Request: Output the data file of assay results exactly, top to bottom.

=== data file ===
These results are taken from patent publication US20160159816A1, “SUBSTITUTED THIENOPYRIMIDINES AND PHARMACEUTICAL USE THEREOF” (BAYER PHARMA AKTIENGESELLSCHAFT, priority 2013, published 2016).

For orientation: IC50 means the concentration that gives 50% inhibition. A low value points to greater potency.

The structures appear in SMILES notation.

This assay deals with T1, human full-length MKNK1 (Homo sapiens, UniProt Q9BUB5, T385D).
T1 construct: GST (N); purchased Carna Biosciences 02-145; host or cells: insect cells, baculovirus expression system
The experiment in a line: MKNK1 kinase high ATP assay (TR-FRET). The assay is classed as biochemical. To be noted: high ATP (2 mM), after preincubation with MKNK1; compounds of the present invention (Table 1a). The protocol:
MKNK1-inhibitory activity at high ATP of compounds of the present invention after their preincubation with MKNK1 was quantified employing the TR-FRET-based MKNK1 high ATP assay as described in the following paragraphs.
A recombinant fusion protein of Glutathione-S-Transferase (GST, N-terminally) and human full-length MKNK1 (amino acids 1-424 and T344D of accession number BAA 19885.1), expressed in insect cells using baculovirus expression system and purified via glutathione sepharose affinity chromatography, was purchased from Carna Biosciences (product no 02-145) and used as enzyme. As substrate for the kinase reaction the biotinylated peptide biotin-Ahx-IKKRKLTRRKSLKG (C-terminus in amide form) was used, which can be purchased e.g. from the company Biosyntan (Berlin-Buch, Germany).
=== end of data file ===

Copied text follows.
These results are taken from patent publication US20160159816A1, “SUBSTITUTED THIENOPYRIMIDINES AND PHARMACEUTICAL USE THEREOF” (BAYER PHARMA AKTIENGESELLSCHAFT, priority 2013, published 2016).

For orientation: IC50 means the concentration that gives 50% inhibition. A low value points to greater potency.

The structures appear in SMILES notation.

This assay deals with T1, human full-length MKNK1 (Homo sapiens, UniProt Q9BUB5, T385D).
T1 construct: GST (N); purchased Carna Biosciences 02-145; host or cells: insect cells, baculovirus expression system
The experiment in a line: MKNK1 kinase high ATP assay (TR-FRET). The assay is classed as biochemical. To be noted: high ATP (2 mM), after preincubation with MKNK1; compounds of the present invention (Table 1a). The protocol:
MKNK1-inhibitory activity at high ATP of compounds of the present invention after their preincubation with MKNK1 was quantified employing the TR-FRET-based MKNK1 high ATP assay as described in the following paragraphs.
A recombinant fusion protein of Glutathione-S-Transferase (GST, N-terminally) and human full-length MKNK1 (amino acids 1-424 and T344D of accession number BAA 19885.1), expressed in insect cells using baculovirus expression system and purified via glutathione sepharose affinity chromatography, was purchased from Carna Biosciences (product no 02-145) and used as enzyme. As substrate for the kinase reaction the biotinylated peptide biotin-Ahx-IKKRKLTRRKSLKG (C-terminus in amide form) was used, which can be purchased e.g. from the company Biosyntan (Berlin-Buch, Germany).